DANVERS — The genesis for the recently completed SwampWalk through a portion of the Great Wenham Swamp came from Conservation Commission walks over a rotted wooden platform in 2003 and 2004 to get a view of the site of the Choate Farm subdivision.

George Saluto, a former commission member, recalls falling through a walkway that hunters once used to reach a duck blind. The views of the islands, ponds, nests and beaver lodges were apparently worth the dunk, so much so that Saluto and a group of volunteers have worked for the past two years to create a new wooden walkway on wetlands owned by Danvers, in both the towns of Danvers and Wenham.

With the development of the homes, the old walkway is no longer accessible, so it was decided to build the SwampWalk starting from land accessible from the Danvers Rail Trail, about 1,500 feet south of Route 97.

Late last month, volunteers used a cordless drill to drive a deck screw dipped in yellow paint into the last section of completed decking, what Saluto joked was the “golden spike” to mark the end of construction. With that, volunteers have completed the 1,500-foot SwampWalk, all at no cost to either Wenham or Danvers taxpayers.

“The walkway is done,” Saluto said. “We are into enhancements.”

Those future enhancements include signs and the construction of a large picnic bench on the island closest to the Choate Farm development. Volunteers have already installed twin benches at the overlook to Little Choate Pond.

Saluto planned to attend Thursday night’s meeting of the Danvers Rail Trail Advisory Committee to talk about signage to make rail trail users aware of the SwampWalk’s location. There are also plans for interpretive signs.

The SwampWalk’s lumber and materials were funded through a $26,000 grant from the state Department of Conservation and Recreation’s recreational trails program, said Assistant Planning Director Susan Fletcher. Another $10,000 was raised privately, Fletcher said.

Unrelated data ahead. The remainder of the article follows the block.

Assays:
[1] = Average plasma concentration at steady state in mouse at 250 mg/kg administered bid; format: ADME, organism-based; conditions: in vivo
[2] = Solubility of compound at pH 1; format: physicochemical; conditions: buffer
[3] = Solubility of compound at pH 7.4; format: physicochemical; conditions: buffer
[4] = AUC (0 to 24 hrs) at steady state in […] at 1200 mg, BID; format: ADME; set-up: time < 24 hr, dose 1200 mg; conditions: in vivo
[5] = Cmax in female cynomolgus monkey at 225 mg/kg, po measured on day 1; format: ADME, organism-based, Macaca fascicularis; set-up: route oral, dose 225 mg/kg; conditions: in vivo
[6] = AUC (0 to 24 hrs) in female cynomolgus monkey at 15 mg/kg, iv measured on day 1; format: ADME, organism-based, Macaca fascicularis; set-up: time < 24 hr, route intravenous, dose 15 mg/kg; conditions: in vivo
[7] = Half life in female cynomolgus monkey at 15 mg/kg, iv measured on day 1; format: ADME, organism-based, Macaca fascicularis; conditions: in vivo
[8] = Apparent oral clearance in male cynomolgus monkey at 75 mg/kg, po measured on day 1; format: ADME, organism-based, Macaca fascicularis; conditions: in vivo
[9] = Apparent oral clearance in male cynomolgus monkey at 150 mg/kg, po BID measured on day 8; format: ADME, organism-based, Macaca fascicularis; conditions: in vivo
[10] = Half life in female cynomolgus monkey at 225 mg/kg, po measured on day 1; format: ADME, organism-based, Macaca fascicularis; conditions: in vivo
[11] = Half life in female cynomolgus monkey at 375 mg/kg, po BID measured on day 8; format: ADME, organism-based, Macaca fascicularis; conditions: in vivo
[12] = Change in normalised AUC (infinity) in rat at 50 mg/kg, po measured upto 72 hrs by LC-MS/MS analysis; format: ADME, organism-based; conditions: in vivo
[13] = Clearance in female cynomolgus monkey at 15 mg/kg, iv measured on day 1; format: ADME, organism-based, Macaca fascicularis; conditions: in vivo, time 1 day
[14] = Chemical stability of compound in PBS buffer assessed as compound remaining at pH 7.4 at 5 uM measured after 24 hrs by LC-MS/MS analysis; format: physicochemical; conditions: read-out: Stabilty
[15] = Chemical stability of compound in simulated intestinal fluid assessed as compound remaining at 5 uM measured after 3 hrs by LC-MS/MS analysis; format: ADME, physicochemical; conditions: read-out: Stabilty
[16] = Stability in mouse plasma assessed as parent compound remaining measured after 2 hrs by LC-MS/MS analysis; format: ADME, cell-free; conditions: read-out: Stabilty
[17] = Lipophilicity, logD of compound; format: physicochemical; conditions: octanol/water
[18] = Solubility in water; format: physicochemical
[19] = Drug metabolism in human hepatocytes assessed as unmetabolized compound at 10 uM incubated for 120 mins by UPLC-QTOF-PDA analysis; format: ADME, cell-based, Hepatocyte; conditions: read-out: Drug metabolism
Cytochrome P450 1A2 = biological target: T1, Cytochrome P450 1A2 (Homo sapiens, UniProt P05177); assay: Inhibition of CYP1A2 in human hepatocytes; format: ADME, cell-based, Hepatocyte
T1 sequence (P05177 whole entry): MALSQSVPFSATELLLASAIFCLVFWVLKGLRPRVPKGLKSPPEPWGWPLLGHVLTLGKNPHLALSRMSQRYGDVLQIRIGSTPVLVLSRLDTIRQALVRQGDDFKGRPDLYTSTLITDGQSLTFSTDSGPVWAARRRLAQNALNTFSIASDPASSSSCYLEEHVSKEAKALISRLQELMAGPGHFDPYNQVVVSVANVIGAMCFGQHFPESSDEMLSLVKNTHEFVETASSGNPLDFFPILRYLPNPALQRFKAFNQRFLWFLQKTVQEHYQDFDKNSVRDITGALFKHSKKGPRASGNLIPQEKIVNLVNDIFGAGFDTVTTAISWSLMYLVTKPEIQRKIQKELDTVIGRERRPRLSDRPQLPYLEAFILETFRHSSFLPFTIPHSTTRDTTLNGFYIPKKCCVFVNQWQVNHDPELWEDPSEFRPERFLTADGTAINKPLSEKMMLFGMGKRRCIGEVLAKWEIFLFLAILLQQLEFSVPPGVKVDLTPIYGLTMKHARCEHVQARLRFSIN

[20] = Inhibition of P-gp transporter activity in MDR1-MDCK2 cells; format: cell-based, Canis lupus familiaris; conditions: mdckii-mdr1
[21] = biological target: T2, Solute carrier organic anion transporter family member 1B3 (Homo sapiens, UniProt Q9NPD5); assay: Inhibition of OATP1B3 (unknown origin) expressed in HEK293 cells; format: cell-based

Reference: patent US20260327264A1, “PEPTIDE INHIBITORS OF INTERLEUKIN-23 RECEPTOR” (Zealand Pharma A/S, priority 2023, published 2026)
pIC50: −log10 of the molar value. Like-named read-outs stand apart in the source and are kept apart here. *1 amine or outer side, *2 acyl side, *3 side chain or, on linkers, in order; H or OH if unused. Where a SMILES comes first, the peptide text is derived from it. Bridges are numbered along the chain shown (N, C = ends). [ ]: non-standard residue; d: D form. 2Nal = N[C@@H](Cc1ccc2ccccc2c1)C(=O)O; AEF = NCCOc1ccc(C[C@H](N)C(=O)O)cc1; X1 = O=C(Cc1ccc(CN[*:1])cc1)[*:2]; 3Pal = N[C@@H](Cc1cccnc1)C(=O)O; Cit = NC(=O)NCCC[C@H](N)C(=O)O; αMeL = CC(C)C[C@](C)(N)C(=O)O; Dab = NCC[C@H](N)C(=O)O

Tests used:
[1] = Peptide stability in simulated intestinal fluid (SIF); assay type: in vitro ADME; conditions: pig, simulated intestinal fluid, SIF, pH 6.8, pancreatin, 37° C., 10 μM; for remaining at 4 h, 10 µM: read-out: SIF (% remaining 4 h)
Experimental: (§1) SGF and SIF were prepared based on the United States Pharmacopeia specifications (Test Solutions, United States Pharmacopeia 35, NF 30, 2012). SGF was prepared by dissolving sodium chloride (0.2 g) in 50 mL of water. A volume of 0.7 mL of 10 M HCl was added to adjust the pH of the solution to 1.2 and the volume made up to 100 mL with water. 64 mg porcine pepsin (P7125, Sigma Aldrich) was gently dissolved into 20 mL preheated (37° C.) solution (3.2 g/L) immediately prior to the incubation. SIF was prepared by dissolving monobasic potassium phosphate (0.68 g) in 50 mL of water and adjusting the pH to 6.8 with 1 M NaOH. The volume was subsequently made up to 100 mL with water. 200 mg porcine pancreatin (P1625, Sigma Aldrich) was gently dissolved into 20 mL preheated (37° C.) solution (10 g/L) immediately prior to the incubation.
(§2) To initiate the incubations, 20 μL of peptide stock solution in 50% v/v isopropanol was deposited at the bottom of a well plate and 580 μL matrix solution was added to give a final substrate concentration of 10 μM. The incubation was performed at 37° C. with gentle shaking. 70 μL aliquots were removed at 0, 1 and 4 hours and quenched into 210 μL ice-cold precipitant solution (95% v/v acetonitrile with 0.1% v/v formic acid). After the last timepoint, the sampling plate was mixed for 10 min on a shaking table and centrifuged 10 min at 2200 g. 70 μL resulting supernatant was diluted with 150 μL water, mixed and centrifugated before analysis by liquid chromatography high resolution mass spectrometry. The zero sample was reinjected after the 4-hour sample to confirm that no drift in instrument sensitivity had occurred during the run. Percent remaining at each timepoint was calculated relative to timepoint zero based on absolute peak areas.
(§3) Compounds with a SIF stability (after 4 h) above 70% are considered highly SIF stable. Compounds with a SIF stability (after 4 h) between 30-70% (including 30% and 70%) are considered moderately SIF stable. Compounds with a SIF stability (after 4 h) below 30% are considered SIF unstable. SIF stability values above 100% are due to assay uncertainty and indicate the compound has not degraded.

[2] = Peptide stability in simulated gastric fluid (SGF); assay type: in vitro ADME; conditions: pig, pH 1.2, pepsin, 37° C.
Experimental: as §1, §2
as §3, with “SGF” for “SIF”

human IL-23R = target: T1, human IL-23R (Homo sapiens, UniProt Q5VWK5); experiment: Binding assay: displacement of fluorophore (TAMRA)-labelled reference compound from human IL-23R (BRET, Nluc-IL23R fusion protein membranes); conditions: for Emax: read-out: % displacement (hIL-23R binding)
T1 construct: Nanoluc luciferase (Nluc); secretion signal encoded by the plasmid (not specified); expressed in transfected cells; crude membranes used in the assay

Working over several weekends in the spring and fall, volunteers over the course of two years worked to build the elevated boardwalk in stages. It had won approvals from the Danvers and Wenham conservation commissions, both towns’ boards of selectmen, the Essex County Greenbelt Association, and the state Department of Conservation and Recreation.

Crews started at the north entrance of the SwampWalk and built the walkway out into the wetlands, eventually building an observation platform named for Richard Wolniewicz. He’s the property manager of Massachusetts Audubon’s Ipswich River Wildlife Sanctuary in Topsfield. Saluto said Wolniewicz taught volunteers how to build the platform by driving 8-foot wooden piles into the swamp to form the understructure for the platform. A similar walkway dots the wildlife sanctuary.

Volunteers then began the platform at the south entrance, pushing the walkway west, then north, taking care to curve around natural features such as stumps and beaver lodges. Eventually, they joined the northern and southern sections of the SwampWalk.

Saluto said volunteers went above and beyond to get the SwampWalk built.

“The people who have been involved with this have been incredible,” Saluto said. “I scheduled two weekends (for the work), and they worked four.”

Saluto said there are plans to hold a dedication ceremony in the spring.

Staff writer Ethan Forman can be reached at 978-338-2673, by email at eforman@salemnews.com or on Twitter at @DanverSalemNews.

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